BTW, I'm with you on "defriend." I think it conveys an active verb better than "unfriend."

Monica Hesse: A few people worried they might be unintentional offenders, for watching exactly the kind of material you describe. I absolve you -- your viewing sounds discreet and unobtrusive. Except that you do realize that this cupping of the screen just makes your seatmates even more curious...

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Political Links: If I can't put my opinions of washingtonpost political stories on facebook for my friends to read, who can I turn to, the Comment Section? Ridiculous. With the person (at least in my case) comes the politics (I'm a five year Hill staffer)...you know damn well what you're getting into.

Monica Hesse: This is for the Denver guy who didn't like seeing his family's politics splayed out on Facebook. But I didn't read it as him wanting them to stop posting, just as him saying that if they had the right to post, he had the right to not read.

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English to English: Don't forget that miles are called kilometers and botulism is called steak and kidney pie!

Monica Hesse: Ha!

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Washington, DC: "Defriend" is the standard on almost every social networking site besides Twitter (there it's follow/unfollow). OED messed this one up.

Monica Hesse: Wonder if they've gotten complaints. I'll make a call.

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Reston, Va: Is it possible to even have friends in cyberspace?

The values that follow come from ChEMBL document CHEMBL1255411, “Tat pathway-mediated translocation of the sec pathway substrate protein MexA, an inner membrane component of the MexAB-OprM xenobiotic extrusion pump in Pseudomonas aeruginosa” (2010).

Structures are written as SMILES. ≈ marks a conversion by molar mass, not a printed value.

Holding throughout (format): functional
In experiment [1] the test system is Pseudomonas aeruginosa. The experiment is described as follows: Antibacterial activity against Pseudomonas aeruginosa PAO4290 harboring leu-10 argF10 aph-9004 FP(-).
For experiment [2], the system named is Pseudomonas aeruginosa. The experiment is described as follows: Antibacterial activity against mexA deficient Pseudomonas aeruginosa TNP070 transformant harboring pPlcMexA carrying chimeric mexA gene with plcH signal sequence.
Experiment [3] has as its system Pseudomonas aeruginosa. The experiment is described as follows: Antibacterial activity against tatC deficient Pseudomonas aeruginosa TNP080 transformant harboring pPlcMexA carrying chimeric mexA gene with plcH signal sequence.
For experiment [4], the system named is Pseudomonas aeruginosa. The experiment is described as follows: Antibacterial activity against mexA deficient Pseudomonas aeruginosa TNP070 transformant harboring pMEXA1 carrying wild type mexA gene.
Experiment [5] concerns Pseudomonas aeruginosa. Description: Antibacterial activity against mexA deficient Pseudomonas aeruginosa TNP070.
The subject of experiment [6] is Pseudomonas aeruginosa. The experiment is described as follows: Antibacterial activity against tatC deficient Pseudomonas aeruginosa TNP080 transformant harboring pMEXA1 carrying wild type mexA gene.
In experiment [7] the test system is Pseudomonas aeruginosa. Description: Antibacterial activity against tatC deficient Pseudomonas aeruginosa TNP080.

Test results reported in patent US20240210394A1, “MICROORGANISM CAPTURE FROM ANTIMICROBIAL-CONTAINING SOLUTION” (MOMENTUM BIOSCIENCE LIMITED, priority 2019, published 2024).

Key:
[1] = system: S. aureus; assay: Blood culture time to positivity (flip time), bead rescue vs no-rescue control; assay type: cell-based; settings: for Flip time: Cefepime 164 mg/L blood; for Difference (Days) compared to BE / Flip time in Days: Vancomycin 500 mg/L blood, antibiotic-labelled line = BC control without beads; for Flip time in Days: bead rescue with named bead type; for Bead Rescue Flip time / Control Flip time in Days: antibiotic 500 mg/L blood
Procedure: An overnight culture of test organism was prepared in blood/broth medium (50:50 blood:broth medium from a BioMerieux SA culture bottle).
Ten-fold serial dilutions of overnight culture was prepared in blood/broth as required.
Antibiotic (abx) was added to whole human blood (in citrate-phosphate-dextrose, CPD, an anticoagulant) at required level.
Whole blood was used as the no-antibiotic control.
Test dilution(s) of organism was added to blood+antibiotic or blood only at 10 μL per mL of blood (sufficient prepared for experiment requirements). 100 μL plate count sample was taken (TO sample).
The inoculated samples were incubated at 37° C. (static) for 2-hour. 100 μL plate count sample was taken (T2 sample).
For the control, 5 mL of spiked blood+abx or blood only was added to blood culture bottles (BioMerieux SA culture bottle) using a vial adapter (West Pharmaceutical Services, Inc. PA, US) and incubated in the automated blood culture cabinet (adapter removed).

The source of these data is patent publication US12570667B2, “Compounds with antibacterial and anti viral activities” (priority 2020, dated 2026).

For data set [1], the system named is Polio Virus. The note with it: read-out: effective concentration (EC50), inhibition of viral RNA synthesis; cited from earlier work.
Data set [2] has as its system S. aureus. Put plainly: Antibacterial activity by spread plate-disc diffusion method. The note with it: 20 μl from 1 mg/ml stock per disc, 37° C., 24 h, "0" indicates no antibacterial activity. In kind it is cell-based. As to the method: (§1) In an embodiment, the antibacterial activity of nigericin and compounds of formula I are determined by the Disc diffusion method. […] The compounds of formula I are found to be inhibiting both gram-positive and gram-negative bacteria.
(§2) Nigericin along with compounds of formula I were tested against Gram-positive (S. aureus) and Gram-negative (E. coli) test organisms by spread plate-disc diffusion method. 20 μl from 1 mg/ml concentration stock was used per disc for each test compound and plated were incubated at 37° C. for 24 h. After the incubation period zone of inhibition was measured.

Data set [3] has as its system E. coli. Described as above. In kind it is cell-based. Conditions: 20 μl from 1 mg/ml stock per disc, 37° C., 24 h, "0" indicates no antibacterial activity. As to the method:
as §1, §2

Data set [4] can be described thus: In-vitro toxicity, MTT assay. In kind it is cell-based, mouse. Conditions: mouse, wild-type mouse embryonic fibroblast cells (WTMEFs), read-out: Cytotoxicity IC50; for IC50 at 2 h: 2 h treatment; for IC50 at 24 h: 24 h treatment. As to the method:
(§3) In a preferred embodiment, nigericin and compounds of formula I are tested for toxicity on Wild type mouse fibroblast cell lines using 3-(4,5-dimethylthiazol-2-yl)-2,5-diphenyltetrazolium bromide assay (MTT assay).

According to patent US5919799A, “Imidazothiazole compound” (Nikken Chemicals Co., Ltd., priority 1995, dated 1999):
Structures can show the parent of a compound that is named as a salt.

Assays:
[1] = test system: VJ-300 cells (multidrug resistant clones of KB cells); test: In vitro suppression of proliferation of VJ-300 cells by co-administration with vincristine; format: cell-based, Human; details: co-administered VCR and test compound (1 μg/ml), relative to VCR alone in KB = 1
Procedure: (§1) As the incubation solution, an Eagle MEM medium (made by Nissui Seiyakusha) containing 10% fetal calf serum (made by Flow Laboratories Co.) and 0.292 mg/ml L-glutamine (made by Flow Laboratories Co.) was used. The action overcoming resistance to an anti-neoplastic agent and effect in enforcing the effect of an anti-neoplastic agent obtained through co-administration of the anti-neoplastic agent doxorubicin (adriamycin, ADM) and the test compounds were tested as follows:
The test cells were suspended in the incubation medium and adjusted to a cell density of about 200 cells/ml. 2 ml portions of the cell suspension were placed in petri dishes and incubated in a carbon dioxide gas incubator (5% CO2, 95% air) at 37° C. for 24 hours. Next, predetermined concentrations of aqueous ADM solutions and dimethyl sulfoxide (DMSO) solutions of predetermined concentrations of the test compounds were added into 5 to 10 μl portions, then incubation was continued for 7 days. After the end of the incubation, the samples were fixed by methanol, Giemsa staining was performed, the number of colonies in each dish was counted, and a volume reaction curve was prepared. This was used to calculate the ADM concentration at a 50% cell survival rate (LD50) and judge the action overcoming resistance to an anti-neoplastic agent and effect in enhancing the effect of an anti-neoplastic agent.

Instead of defriend or unfriend (which imply a friend existed), what about "whoops a daisy".... to keep the delinking, well, friendly sounding.

Monica Hesse: Now now. Spoken like someone who has either never embedded themselves in an online community, or is five levels too philosophical for this chat.

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Rockville: " What's a good word for dropping off of Facebook entirely?"

Smart.

I tried it but never got off the ground.

It is a one step process to get off.

Monica Hesse: Pfffft.

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Rockville: What can you do when even Oprah says porn is mainstream and one in three viewers is a woman?

Monica Hesse: I dunno. Wonder what's stored on Oprah's TiVo?

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Anonymousville: I'd be terrified of being an offender, especially on an airplane flight where I'm going to have to sit next to the person who saw it for the next three hours.

This is why I keep my laptop off on plane flights, and read books instead, which can be delightfully salacious and no one is the wiser.

Monica Hesse: Stephenie-cough-Meyer.

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Amazon Prime - oh yeah: Love this feature. I do most of my shopping online and always start with Amazon. Prime status is totally worth the fee.

Monica Hesse: Wrapping up a few stragglers -- here's one pro-Amazon Prime user.

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Urkel again: "Mr. Peabody: The year is 7/8 completed. Did no one learn how to reduce fractions?"

Today, November 18th, the year is 322/365 over (well, as of the end of the day). Given this chat started at 1pm ET, it began 7715/8760 (based on hours) through the year.

Of course, when did the consideration of the new word start and end - not to mention be announced.

I think the only safe thing to say is "The year is not yet over. How dare they coin a new word so prematurely!"

Monica Hesse: We have reached a level of ridiculousness that cannot be matched, either in the remainder of this chat or the remainder of the year. Let's quit while we're either ahead or behind -- but please send any nominations for words of the year to hessem@washpost.com. If we have any good ones, I'll post them next time.

And remember that next time isn't next week, it's two weeks from now, when we'll also share our favorite shopping sites. If anyone has a good word for that (shoptacular is pretty lame), send that, too.

Have a happy Thanksgiving, all. Spend lots of time online, and come back with treats for everyone.